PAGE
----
The Neurology of Religious Experience Posted by Adam
My question about this: How common is co-called “religious experience,” really? It seems to me that in actual fact, it is rarely the basis for one’s religious identification, but is rather produced by said identification. You don’t hear of many Christians who suddenly have a vision that convinces them to convert to Islam or something. If they do have such a vision, it’s usually going to be because they were already starting to think that Islam was a better religion, studying it, maybe observing the mosque — that is, the decision was already unconsciously made, and the vision provides a dramatic conscious ratification. The more usual case, of course, is that one has a vision or experience that confirms an already consciously held belief, normally one that is held as a matter of course due to upbringing, etc.
The mainstream of theology seems to have moved away from “religious experience” as a foundational category. In my mind, the turn to “religious experience” was a reactionary move within the categories set up by the Enlightenment anyway — the Enlightenment scapegoats something called religion, so someone like Schleiermacher turns around and says that religion is good. Yet he can’t simply identify religion with morality, etc., anymore, so we get “religion” as a deep feeling that provides unity and coherence, a sense of mystery, whatever (I know this is something of a parody). In the 20th century, the spell is broken with the advent of Barth’s Romans, though there are obviously still remnants of the older view. (I don’t know exactly where to place Tillich in this respect.) The big counter-example to what I’m saying is of course Pentecostalism, which is one of the fastest-growing things in the world outside the realm of speculative finance. But Pentecostalism does not seem to me to be in the mainstream of religions — it is one of the only movements I can think of in history that has tried to produce something like a “religious” or “mystical” experience on a mass basis. In the majority of situations, religion is a matter of going along with the accepted cultural milieu, and most popular religion is actually very practically-oriented, in terms of “superstitious” practices that try to influence the course of everyday events, etc.
I don’t think it’s an accident that Pentecostalism started in America, given that our society is so radically defined by the Enlightenment privatization of religion. That’s right: I’m saying that Pentecostalism, the most “creepy” (and often very reactionary) religious movement out there, is actually “blowback” from the Enlightenment. Same as fundamentalism: as I’ve said before, fundamentalism is the bastard son of vulgar empiricism.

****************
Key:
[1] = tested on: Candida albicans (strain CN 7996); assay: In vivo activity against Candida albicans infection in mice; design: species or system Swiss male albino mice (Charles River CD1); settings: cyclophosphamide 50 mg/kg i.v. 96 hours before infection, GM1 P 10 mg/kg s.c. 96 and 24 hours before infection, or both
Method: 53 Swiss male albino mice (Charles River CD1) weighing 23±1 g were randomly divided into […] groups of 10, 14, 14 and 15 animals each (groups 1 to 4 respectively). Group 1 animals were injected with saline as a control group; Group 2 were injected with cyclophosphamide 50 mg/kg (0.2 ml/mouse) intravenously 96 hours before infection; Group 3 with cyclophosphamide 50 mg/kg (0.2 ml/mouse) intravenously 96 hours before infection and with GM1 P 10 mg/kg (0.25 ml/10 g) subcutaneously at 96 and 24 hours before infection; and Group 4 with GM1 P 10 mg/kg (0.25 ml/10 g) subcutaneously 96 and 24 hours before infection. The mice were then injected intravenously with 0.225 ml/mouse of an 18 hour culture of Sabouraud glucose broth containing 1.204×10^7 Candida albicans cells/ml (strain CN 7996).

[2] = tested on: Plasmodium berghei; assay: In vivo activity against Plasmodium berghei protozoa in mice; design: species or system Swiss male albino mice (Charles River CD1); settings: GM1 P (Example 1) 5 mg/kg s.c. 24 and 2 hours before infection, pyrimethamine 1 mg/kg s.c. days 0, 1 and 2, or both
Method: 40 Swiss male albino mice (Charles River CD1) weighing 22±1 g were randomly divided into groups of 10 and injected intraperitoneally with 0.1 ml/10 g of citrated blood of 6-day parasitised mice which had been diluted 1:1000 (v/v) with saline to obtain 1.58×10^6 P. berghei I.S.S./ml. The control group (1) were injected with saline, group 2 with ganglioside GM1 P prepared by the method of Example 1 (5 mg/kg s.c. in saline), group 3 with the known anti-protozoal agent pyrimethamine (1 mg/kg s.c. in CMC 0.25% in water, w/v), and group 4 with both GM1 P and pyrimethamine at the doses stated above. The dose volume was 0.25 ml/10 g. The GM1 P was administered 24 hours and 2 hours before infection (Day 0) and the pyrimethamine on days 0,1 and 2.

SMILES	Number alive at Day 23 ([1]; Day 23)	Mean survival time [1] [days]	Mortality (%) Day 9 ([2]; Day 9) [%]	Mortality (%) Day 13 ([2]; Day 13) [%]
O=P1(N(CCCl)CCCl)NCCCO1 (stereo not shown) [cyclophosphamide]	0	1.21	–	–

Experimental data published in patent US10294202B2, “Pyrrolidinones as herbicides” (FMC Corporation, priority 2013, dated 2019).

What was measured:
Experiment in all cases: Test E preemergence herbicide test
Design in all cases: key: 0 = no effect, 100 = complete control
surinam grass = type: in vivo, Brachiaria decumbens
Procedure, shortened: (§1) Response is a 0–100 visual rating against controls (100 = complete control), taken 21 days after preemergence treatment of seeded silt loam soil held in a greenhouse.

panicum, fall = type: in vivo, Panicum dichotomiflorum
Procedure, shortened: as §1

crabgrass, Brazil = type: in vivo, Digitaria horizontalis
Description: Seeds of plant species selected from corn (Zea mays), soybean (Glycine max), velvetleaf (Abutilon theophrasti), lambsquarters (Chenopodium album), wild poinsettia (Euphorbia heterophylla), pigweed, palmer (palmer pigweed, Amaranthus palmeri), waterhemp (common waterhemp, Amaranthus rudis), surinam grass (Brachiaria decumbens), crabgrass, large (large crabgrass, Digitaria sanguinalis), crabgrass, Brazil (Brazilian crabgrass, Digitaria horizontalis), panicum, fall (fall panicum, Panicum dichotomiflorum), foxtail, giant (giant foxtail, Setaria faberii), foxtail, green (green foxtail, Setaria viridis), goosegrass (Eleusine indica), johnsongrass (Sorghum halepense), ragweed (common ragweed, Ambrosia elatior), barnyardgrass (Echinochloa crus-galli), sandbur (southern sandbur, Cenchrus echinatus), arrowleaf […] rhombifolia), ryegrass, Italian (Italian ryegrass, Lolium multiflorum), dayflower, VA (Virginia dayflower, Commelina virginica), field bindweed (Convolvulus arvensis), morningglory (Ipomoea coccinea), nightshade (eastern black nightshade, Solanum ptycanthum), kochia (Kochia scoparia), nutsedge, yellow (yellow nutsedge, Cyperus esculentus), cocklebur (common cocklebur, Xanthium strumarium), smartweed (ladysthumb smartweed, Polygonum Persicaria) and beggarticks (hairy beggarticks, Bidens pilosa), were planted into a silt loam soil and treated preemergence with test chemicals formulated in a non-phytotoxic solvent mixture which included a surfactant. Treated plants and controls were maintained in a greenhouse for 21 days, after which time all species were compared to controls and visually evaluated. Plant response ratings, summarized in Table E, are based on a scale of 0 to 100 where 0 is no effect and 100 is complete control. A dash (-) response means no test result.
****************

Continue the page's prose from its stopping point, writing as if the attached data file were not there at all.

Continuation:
Our brave secular liberals today are primarily battling against their own children, but they can never admit it. Although I think the dangers of “religion” are often exaggerated, this blindness on the part of secular liberals is a very real weakness. Within the frame provided, I of course side with the secular liberals — nonetheless, the only real solution is to get rid of the frame altogether. Posted by Adam Filed in politics, religion 8 Responses to “The Neurology of Religious Experience”
I’m not sure that you can do much better than James’ Varieties of Religious Experience. I don’t think that James begs the questions about religion and experience, but perhaps that is so. Maybe it does depend on what you mean by “experience” and “religion,” so that the scientist’s studies do fit the definition. But then would all agree on that definition? I’d suggest that “real” faith can’t be studied by science because it operates with what Kierkegaard called the wrong mood. By that he meant that science see religion from an objectifying, theoretical manner.
With these comments in mind, I think it’s safe to say that there are religious experiences. I’ve certainly had experiences that I’d characterize as such. These could–I guess–form the only basis for further religious life, but if so then I think you fall into the trap that Kierkegaard calls aestheticism. As to this latter, we can certainly see Pentacostalism as a form of the aesthetic as Kierkegaard understood it. It’s a purely emotivist experience.
The more interesting aspect for me is how the scientistic and religious emotivist’s paths intersect. That is, both seek a form of certainty and certitude. The scientist finds it in empircal data permuted through a causal framework. The religious emotivist finds it in that “high” they get by tuning in to God.
One wonders what would happen should the latter find that “experience” ultimately unethical and a betrayal of God. As Kierkegaard points out, in terms of the religious there are no certainties, only acts of faith. At its highest level, these acts are done in the face ob total and absolute objective uncertainty.
Adam, I’m convinced that most people are just idiots when it comes to religious issues. A good litmus test of idiocy regarding religion is to see if they want to defend either Lewis or Dawkins. If they do, they are likely an idiot.
Funny thing about William James is that his fucking book comes before the big break produced by WWI — a consolidation of a certain trajectory that has since been decisively critiqued. Apparently people regard him as the end-all — I had no idea. Over 100 years, and absolutely nothing has happened in the field! I’m so embarrassed not to defer to him in all things!
Seriously, does it ever occur to anyone that maybe there’s a reason something like the William James comes out around that time? You don’t even need to know academic theology — haven’t you ever read the chapter debunking the late-Victorian concept of the sacred in fucking Homo Sacer? That’s common currency, even though I know Karl Barth isn’t.